Russert Testifies He Never Gave Libby CIA Agent’s Name
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RAY SUAREZ: Over the past three days, the jury in the Lewis “Scooter” Libby perjury trial has heard recordings of all eight hours of Libby’s testimony before a grand jury in 2004. Libby, Vice President Cheney’s former chief of staff, has been charged with lying to the grand jury during its investigation of who leaked the identity of CIA agent Valerie Plame.
Plame is the wife of Ambassador Joseph Wilson. Wilson openly questioned the Bush administration’s intelligence on attempted Iraqi uranium purchases in the run-up to the war in Iraq.
Libby originally told the grand jury it was NBC’s Tim Russert who first revealed Plame’s identity to him during a conversation on July 10, 2003. But then, a search of his notes reminded Libby that Vice President Cheney had been the first, one month earlier.
The grand jury testimony is critical to Special Prosecutor Patrick Fitzgerald’s case. Here’s an excerpt of Fitzgerald questioning Libby before the grand about that time line.
PATRICK FITZGERALD, Special Prosecutor: And are you telling us under oath that, from July 6 to July 14, you never discussed with Vice President Cheney whether Mr. Wilson’s wife worked at the CIA?
LEWIS “SCOOTER” LIBBY, Former Cheney Chief of Staff: No, no, I’m not saying that. On July 10 or 11, I learned — I thought anew, that the wife — that reporters were telling us that the wife worked at the CIA. And I may have had a conversation then with the vice president, either late on the 11th or on the 12th, in which I relayed that reporters were saying that.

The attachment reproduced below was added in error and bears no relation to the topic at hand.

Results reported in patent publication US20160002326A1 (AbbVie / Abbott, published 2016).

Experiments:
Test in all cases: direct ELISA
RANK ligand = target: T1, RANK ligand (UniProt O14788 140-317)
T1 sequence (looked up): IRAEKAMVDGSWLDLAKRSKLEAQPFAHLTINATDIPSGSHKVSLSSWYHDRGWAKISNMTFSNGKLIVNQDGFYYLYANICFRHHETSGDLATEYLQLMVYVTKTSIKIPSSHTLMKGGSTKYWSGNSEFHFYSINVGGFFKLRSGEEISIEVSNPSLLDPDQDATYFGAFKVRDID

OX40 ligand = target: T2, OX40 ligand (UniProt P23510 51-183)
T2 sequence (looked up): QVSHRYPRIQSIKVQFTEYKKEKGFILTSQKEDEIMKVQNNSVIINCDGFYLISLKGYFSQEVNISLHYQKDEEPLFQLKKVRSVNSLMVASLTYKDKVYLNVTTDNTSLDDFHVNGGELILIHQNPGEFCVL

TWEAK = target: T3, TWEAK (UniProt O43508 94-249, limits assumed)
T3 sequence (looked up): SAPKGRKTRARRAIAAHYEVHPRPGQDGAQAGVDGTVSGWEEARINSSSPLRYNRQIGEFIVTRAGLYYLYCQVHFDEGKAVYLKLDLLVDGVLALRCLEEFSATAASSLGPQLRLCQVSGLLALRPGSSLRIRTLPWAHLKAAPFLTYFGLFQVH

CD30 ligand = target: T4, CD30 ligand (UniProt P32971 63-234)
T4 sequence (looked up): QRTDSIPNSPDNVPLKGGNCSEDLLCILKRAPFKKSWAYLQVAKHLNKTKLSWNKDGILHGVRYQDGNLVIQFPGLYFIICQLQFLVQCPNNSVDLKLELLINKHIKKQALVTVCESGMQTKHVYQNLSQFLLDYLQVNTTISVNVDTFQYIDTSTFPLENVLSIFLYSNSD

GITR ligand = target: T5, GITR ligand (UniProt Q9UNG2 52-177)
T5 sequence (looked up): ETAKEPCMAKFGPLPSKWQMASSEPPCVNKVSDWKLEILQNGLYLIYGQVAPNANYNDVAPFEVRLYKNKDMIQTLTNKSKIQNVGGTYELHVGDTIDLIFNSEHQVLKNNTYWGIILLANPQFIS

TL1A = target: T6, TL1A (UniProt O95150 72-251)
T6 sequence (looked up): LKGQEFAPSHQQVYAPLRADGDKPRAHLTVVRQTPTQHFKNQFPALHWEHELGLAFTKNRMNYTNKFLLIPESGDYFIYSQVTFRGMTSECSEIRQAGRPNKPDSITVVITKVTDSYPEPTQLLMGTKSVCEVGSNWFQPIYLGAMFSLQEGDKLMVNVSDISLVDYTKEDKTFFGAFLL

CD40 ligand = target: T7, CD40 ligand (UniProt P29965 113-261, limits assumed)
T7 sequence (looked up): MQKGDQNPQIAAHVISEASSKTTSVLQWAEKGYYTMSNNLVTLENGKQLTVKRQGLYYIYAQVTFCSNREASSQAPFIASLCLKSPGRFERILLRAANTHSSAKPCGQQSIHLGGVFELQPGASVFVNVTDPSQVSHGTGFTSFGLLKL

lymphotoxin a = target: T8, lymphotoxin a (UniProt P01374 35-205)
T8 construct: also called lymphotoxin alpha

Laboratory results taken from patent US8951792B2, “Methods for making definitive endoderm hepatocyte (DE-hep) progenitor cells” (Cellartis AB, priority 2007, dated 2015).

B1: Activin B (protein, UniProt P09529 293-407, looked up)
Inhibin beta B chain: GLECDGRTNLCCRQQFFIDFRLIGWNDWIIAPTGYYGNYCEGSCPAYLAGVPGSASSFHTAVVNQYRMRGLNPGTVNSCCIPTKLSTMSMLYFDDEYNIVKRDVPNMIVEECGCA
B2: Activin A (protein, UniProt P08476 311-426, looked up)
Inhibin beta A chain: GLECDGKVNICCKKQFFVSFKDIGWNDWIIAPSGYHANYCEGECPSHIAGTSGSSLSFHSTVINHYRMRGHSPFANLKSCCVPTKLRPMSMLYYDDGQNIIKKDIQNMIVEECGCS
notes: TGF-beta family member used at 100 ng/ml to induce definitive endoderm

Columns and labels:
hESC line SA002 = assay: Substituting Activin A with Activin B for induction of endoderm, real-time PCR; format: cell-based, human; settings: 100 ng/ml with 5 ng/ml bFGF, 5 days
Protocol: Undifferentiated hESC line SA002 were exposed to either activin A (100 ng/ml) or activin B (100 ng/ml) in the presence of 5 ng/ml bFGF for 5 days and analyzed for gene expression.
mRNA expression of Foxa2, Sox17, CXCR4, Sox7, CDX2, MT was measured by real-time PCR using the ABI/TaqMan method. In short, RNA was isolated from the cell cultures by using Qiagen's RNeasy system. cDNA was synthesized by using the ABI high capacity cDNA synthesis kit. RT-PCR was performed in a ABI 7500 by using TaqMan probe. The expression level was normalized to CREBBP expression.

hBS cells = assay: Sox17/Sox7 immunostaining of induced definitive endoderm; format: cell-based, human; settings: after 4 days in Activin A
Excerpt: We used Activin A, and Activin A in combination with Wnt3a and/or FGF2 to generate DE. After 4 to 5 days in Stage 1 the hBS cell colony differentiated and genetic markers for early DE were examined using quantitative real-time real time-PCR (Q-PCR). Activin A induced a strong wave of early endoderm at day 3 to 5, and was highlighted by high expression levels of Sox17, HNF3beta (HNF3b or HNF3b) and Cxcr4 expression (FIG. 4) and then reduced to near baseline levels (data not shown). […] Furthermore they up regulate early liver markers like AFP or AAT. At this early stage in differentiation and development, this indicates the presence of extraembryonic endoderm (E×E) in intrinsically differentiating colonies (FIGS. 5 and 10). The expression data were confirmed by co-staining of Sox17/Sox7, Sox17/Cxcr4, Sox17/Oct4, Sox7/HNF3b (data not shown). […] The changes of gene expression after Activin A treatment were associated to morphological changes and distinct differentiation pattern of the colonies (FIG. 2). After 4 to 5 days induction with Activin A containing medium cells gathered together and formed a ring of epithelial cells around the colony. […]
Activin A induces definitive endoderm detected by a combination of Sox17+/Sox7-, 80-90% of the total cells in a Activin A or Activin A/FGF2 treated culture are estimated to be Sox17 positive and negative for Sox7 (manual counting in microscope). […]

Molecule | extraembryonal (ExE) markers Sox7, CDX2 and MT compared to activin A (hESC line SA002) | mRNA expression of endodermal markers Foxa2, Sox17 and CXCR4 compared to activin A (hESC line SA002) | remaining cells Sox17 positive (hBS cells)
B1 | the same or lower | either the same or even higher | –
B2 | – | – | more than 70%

When I had that conversation, I had forgotten about the earlier conversations in which he told me about — reflected in my notes that we went over this morning. In early June, before the Pincus article, when he had told me that the wife worked at the CIA. I had just forgotten it.
FITZGERALD: And you just affixed the person — who did you speak to on July 10 or 11 that you recalled learning again, thinking it was the first time, that Wilson’s wife worked at the CIA?
LIBBY: Tim Russert of NBC News, the Washington bureau chief for NBC News.
RAY SUAREZ: But Russert, arriving at the court today on crutches because of a broken ankle, has claimed he and Libby never discussed Plame during their 2003 conversation. This afternoon, Tim Russert took the stand as the last witness for the prosecution.
Tim Russert's testimony
RAY SUAREZ: And also in the courtroom at that time, as she has been throughout the Libby trial, was Carol Leonnig of the Washington Post.
And, of course, Tim Russert was examined first by the prosecution. What did he have to say?
CAROL LEONNIG, The Washington Post: Tim Russert was a pretty compelling witness for a lot of different reasons today, but the first being that a lot of the jurors obviously have heard his voice before and recognize him. They were paying very close attention when he said that the cornerstone of Scooter Libby's defense, or his account of the events of the summer of 2003, was not only inaccurate, but implausible and impossible.